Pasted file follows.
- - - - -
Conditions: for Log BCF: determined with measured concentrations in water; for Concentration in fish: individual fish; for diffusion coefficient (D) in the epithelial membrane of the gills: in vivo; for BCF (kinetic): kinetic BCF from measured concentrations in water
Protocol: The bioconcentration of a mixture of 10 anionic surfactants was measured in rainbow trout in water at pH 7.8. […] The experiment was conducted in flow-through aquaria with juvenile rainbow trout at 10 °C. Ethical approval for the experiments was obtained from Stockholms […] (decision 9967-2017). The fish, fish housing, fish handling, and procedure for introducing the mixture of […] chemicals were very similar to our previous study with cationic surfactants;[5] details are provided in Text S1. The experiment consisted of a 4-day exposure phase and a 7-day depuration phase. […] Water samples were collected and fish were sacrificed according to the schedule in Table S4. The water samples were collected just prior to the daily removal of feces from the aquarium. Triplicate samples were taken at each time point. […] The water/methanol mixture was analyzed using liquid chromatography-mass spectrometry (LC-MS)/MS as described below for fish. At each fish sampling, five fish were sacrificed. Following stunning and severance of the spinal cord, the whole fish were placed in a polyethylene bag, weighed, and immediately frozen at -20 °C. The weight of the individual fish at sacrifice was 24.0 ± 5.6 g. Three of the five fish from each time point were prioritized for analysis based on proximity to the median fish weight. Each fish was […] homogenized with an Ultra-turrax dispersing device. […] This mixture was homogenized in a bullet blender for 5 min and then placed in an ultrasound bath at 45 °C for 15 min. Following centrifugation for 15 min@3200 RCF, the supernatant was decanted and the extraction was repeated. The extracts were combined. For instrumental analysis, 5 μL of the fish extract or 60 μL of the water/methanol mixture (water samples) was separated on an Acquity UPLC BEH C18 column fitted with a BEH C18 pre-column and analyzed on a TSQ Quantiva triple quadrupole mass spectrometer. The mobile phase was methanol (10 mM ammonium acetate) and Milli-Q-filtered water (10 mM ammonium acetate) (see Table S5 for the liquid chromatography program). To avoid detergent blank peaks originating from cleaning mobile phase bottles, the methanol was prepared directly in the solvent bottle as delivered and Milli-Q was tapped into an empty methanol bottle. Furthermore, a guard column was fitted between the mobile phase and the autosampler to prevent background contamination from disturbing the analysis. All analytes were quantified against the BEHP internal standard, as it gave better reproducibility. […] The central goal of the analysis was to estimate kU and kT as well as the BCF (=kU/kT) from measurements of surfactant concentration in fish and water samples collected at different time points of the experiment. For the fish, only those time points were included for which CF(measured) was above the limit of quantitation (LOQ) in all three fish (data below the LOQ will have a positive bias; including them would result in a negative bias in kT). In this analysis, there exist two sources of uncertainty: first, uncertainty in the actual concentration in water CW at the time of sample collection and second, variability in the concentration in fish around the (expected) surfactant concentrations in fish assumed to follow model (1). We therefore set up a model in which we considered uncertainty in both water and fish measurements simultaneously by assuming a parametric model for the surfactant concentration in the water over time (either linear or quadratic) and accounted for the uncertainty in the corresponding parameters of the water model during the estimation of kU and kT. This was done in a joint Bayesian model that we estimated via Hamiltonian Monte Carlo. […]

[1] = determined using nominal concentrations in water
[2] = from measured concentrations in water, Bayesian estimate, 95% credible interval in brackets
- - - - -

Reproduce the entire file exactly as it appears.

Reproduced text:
Conditions: for Log BCF: determined with measured concentrations in water; for Concentration in fish: individual fish; for diffusion coefficient (D) in the epithelial membrane of the gills: in vivo; for BCF (kinetic): kinetic BCF from measured concentrations in water
Protocol: The bioconcentration of a mixture of 10 anionic surfactants was measured in rainbow trout in water at pH 7.8. […] The experiment was conducted in flow-through aquaria with juvenile rainbow trout at 10 °C. Ethical approval for the experiments was obtained from Stockholms […] (decision 9967-2017). The fish, fish housing, fish handling, and procedure for introducing the mixture of […] chemicals were very similar to our previous study with cationic surfactants;[5] details are provided in Text S1. The experiment consisted of a 4-day exposure phase and a 7-day depuration phase. […] Water samples were collected and fish were sacrificed according to the schedule in Table S4. The water samples were collected just prior to the daily removal of feces from the aquarium. Triplicate samples were taken at each time point. […] The water/methanol mixture was analyzed using liquid chromatography-mass spectrometry (LC-MS)/MS as described below for fish. At each fish sampling, five fish were sacrificed. Following stunning and severance of the spinal cord, the whole fish were placed in a polyethylene bag, weighed, and immediately frozen at -20 °C. The weight of the individual fish at sacrifice was 24.0 ± 5.6 g. Three of the five fish from each time point were prioritized for analysis based on proximity to the median fish weight. Each fish was […] homogenized with an Ultra-turrax dispersing device. […] This mixture was homogenized in a bullet blender for 5 min and then placed in an ultrasound bath at 45 °C for 15 min. Following centrifugation for 15 min@3200 RCF, the supernatant was decanted and the extraction was repeated. The extracts were combined. For instrumental analysis, 5 μL of the fish extract or 60 μL of the water/methanol mixture (water samples) was separated on an Acquity UPLC BEH C18 column fitted with a BEH C18 pre-column and analyzed on a TSQ Quantiva triple quadrupole mass spectrometer. The mobile phase was methanol (10 mM ammonium acetate) and Milli-Q-filtered water (10 mM ammonium acetate) (see Table S5 for the liquid chromatography program). To avoid detergent blank peaks originating from cleaning mobile phase bottles, the methanol was prepared directly in the solvent bottle as delivered and Milli-Q was tapped into an empty methanol bottle. Furthermore, a guard column was fitted between the mobile phase and the autosampler to prevent background contamination from disturbing the analysis. All analytes were quantified against the BEHP internal standard, as it gave better reproducibility. […] The central goal of the analysis was to estimate kU and kT as well as the BCF (=kU/kT) from measurements of surfactant concentration in fish and water samples collected at different time points of the experiment. For the fish, only those time points were included for which CF(measured) was above the limit of quantitation (LOQ) in all three fish (data below the LOQ will have a positive bias; including them would result in a negative bias in kT). In this analysis, there exist two sources of uncertainty: first, uncertainty in the actual concentration in water CW at the time of sample collection and second, variability in the concentration in fish around the (expected) surfactant concentrations in fish assumed to follow model (1). We therefore set up a model in which we considered uncertainty in both water and fish measurements simultaneously by assuming a parametric model for the surfactant concentration in the water over time (either linear or quadratic) and accounted for the uncertainty in the corresponding parameters of the water model during the estimation of kU and kT. This was done in a joint Bayesian model that we estimated via Hamiltonian Monte Carlo. […]

[1] = determined using nominal concentrations in water
[2] = from measured concentrations in water, Bayesian estimate, 95% credible interval in brackets